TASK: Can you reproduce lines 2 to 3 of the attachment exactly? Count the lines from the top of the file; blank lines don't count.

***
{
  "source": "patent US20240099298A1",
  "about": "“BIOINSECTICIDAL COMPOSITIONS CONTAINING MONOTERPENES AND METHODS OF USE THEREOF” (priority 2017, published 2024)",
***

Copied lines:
  "source": "patent US20240099298A1",
  "about": "“BIOINSECTICIDAL COMPOSITIONS CONTAINING MONOTERPENES AND METHODS OF USE THEREOF” (priority 2017, published 2024)",